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  1. Mental Representation.Frederick R. Adams - 2002 - In Stephen P. Stich & Ted A. Warfield (eds.), Blackwell Guide to Philosophy of Mind. Blackwell.
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  2. The Most Sublime of All Laws: The Strange Resurgence of a Kantian Motif in Contemporary Image Politics.Emmanuel Alloa - 2015 - Critical Inquiry 41 (2):367-389.
    In recent years, the claim of the unrepresentability of the Shoah has stirred vivid debates, especially following the strong positions taken by the French filmmaker Claude Lanzmann and author of Shoah (1986). This claim of unrepresentability, it can be shown, draws part of its attraction from the fact that it oscillates undecidedly between a claim of logical impossibility (“the Shoah can’t be represented”) and a normative demand (“the Shoah shouldn’t be represented”). This essay analyzes the argumentative structure of the advocates (...)
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  3. The Dynamic Emergence of Representation.Mark H. Bickhard - 2004 - In Hugh Clapin (ed.), Representation in Mind. Elsevier. pp. 71--90.
    A final version of this paper is in press as: Bickhard, M. H.. The Dynamic Emergence of Representation. In H. Clapin, P. Staines, P. Slezak Representation in Mind: New Approaches to Mental Representation. Praeger.
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  4. Some Notes on Internal and External Relations and Representation.Mark H. Bickhard - 2003 - Consciousness and Emotion 4 (1):101-110.
    Internal relations are those relations that are intrinsic to the nature of one or more of the relata. They are a kind of essential relation, rather than an essential property. For example, an arc of a circle is internally related to the center of that circle in the sense that.
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  5. Causal Theories of Mental Content: Where is the "Causal Element" and How Does It Make Intentionality Relational?Mindaugas Gilaitis - 2015 - Problemos 87:19-30.
    This paper has two interrelated aims. The primary aim is to specify the character of philosophical theories of mental content that are usually classified as ‘Causal Theories of Intentionality’, ‘Causal Theories of Representation’, or ‘Causal Theories of Mental Content’ (CTs). More specifically, the aim is to characterize the role and place of causation in philosophical reflections on the nature of mental content, as suggested by theories of this kind. Elucidation of the role of the concept of causation in CTs requires (...)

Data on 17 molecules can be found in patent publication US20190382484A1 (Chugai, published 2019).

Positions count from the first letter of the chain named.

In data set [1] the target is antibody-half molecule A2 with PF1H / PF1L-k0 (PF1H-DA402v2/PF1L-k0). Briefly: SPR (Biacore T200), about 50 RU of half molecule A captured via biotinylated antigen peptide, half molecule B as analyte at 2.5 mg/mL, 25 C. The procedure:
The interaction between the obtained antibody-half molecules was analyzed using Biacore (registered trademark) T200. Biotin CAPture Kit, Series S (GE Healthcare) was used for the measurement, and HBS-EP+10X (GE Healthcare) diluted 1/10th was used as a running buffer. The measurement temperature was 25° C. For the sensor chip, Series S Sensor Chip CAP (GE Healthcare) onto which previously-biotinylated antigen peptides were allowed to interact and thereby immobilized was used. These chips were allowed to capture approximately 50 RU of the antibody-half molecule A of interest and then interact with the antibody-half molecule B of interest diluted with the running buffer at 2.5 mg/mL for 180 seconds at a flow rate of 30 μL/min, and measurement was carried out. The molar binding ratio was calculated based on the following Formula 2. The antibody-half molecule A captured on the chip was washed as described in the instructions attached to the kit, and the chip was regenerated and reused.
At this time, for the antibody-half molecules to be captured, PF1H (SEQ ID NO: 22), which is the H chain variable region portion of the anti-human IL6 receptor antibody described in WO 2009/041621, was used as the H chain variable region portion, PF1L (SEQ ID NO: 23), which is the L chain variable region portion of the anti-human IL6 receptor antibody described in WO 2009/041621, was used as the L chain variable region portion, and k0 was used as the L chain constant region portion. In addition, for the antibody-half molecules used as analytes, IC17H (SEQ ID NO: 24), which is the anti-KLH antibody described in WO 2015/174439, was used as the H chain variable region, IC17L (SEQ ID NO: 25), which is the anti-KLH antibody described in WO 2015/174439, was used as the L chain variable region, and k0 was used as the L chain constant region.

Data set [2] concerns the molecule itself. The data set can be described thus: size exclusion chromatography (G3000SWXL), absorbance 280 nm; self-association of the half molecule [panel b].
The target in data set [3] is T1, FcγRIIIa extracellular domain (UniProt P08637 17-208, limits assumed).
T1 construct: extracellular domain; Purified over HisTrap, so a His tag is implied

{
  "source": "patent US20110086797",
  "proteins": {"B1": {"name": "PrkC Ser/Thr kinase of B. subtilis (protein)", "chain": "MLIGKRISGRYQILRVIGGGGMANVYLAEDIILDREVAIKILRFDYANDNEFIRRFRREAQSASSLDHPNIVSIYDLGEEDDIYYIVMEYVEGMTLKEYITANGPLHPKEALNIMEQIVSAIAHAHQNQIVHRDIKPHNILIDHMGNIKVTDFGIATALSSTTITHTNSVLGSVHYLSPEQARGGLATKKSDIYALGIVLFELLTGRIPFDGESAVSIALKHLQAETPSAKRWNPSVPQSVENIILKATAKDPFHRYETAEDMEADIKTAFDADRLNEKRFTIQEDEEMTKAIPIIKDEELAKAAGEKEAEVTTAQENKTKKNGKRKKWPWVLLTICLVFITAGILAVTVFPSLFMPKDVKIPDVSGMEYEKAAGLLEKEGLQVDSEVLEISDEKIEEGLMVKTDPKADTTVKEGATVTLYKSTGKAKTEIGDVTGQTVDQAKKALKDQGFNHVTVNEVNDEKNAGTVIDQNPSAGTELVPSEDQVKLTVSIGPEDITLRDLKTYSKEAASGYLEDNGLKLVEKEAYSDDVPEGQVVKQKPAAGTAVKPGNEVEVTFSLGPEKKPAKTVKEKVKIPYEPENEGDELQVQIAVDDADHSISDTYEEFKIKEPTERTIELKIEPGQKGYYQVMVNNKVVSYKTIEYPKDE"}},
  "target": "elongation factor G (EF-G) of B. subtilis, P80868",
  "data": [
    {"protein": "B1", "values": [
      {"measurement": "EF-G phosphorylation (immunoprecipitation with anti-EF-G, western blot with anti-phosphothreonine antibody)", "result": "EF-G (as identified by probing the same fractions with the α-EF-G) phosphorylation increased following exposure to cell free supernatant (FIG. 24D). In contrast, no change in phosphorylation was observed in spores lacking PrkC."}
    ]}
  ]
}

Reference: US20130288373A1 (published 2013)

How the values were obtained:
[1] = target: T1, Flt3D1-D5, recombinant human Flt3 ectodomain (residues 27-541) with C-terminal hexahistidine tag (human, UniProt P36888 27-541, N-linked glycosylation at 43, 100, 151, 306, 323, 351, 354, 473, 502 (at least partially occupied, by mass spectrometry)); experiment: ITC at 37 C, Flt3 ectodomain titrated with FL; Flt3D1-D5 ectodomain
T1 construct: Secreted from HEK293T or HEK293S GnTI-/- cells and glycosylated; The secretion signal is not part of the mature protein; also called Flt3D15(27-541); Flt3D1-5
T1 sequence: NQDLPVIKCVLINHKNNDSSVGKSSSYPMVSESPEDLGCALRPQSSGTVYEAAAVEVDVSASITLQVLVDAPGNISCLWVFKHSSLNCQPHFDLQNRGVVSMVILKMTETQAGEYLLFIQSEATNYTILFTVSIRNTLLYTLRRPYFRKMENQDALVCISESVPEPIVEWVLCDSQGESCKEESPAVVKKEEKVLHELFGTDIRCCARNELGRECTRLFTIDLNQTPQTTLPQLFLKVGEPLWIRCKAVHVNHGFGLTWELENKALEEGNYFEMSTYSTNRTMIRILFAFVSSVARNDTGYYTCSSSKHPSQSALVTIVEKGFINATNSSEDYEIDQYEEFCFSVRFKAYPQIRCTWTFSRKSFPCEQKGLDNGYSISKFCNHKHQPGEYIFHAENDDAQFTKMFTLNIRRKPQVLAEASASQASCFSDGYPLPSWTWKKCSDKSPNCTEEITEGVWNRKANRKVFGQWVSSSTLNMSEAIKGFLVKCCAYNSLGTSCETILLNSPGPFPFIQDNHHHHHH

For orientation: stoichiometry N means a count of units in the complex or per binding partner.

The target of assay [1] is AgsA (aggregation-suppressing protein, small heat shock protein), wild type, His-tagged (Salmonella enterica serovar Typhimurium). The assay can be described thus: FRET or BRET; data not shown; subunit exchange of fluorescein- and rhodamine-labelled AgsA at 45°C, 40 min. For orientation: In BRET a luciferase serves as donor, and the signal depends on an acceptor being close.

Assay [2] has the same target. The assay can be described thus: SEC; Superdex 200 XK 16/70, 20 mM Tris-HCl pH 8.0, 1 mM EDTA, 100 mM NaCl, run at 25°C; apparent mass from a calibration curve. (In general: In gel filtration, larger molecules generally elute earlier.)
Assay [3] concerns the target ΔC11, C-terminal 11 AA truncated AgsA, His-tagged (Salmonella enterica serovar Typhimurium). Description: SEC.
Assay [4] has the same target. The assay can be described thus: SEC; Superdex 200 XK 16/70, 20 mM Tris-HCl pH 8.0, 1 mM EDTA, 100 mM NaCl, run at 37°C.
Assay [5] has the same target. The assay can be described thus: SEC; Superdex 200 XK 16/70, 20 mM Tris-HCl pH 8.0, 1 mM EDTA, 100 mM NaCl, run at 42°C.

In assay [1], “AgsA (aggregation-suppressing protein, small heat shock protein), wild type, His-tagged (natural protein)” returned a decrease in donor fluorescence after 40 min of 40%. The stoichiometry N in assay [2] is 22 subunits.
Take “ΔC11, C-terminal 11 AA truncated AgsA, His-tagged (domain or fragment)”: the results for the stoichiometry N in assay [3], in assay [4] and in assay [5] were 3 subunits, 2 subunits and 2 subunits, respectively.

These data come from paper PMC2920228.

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  6. Action Guidance is Not Enough, Representations Need Correspondence Too: A Plea for a Two-Factor Theory of Representation.Paweł Gładziejewski - 2015 - New Ideas in Psychology:doi:10.1016/j.newideapsych.2015..
    The aim of this article is to critically examine what I call Action-Centric Theories of Representation (ACToRs). I include in this category theories of representation that (1) reject construing representation in terms of a relation that holds between representation itself (the representational vehicle) and what is represented, and instead (2) try to bring the function that representations play for cognitive systems to the center stage. Roughly speaking, according to proponents of ACToRs, what makes a representation (that is, what is constitutive (...)
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  7. Structural Representations: Causally Relevant and Different From Detectors.Paweł Gładziejewski & Marcin Miłkowski - 2017 - Biology and Philosophy 32 (3):337-355.
    This paper centers around the notion that internal, mental representations are grounded in structural similarity, i.e., that they are so-called S-representations. We show how S-representations may be causally relevant and argue that they are distinct from mere detectors. First, using the neomechanist theory of explanation and the interventionist account of causal relevance, we provide a precise interpretation of the claim that in S-representations, structural similarity serves as a “fuel of success”, i.e., a relation that is exploitable for the representation using (...)
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  8. Notions of 'Representation' in Philosophy and Empirical Research.Steven Horst - 1992 - In Proceedings of the Conference on Cognition and Representation.
  9. Representing as Adapting.Benjamin Jarvis - 2015 - Acta Analytica 30 (1):17-39.
    In this paper, I recommend a creature-level theory of representing. On this theory, a creature represents some entity just in case the creature adapts its behavior to that entity. Adapting is analyzed in terms of establishing new patterns of behavior. The theory of representing as adapting is contrasted with traditional causal and informational theories of mental representation. Moreover, I examine the theory in light of Putnam-Burge style externalism; I show that Putnam-Burge style externalism follows from and is explained by it. (...)
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  10. Norms of Intentionality: Norms That Don't Guide.Benjamin Jarvis - 2012 - Philosophical Studies 157 (1):1-25.